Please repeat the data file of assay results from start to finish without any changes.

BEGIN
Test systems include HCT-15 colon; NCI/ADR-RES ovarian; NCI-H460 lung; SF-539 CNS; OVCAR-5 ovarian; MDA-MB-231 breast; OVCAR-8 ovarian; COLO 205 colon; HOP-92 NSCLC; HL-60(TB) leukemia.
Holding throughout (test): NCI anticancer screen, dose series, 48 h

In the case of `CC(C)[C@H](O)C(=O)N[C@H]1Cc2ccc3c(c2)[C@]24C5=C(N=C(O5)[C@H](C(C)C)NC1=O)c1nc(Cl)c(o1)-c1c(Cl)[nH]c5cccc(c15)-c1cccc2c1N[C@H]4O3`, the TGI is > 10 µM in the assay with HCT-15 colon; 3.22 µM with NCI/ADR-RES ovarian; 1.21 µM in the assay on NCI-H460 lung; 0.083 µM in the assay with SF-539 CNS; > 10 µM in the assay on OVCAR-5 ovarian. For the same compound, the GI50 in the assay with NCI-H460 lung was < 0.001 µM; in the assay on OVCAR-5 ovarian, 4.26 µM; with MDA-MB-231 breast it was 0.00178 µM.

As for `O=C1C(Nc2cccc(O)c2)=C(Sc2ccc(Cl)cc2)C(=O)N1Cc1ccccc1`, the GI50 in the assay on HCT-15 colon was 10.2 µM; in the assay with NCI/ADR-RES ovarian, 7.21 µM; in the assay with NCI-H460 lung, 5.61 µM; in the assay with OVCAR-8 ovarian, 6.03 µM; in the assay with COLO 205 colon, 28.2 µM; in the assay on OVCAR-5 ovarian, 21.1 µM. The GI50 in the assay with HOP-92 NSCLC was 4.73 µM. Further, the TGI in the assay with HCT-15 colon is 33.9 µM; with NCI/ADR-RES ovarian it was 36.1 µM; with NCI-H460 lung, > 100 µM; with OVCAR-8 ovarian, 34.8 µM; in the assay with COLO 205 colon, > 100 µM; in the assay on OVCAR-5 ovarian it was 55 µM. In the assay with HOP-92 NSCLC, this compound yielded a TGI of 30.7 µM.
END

Test systems include HCT-15 colon; NCI/ADR-RES ovarian; NCI-H460 lung; SF-539 CNS; OVCAR-5 ovarian; MDA-MB-231 breast; OVCAR-8 ovarian; COLO 205 colon; HOP-92 NSCLC; HL-60(TB) leukemia.
Holding throughout (test): NCI anticancer screen, dose series, 48 h

In the case of `CC(C)[C@H](O)C(=O)N[C@H]1Cc2ccc3c(c2)[C@]24C5=C(N=C(O5)[C@H](C(C)C)NC1=O)c1nc(Cl)c(o1)-c1c(Cl)[nH]c5cccc(c15)-c1cccc2c1N[C@H]4O3`, the TGI is > 10 µM in the assay with HCT-15 colon; 3.22 µM with NCI/ADR-RES ovarian; 1.21 µM in the assay on NCI-H460 lung; 0.083 µM in the assay with SF-539 CNS; > 10 µM in the assay on OVCAR-5 ovarian. For the same compound, the GI50 in the assay with NCI-H460 lung was < 0.001 µM; in the assay on OVCAR-5 ovarian, 4.26 µM; with MDA-MB-231 breast it was 0.00178 µM.

As for `O=C1C(Nc2cccc(O)c2)=C(Sc2ccc(Cl)cc2)C(=O)N1Cc1ccccc1`, the GI50 in the assay on HCT-15 colon was 10.2 µM; in the assay with NCI/ADR-RES ovarian, 7.21 µM; in the assay with NCI-H460 lung, 5.61 µM; in the assay with OVCAR-8 ovarian, 6.03 µM; in the assay with COLO 205 colon, 28.2 µM; in the assay on OVCAR-5 ovarian, 21.1 µM. The GI50 in the assay with HOP-92 NSCLC was 4.73 µM. Further, the TGI in the assay with HCT-15 colon is 33.9 µM; with NCI/ADR-RES ovarian it was 36.1 µM; with NCI-H460 lung, > 100 µM; with OVCAR-8 ovarian, 34.8 µM; in the assay with COLO 205 colon, > 100 µM; in the assay on OVCAR-5 ovarian it was 55 µM. In the assay with HOP-92 NSCLC, this compound yielded a TGI of 30.7 µM.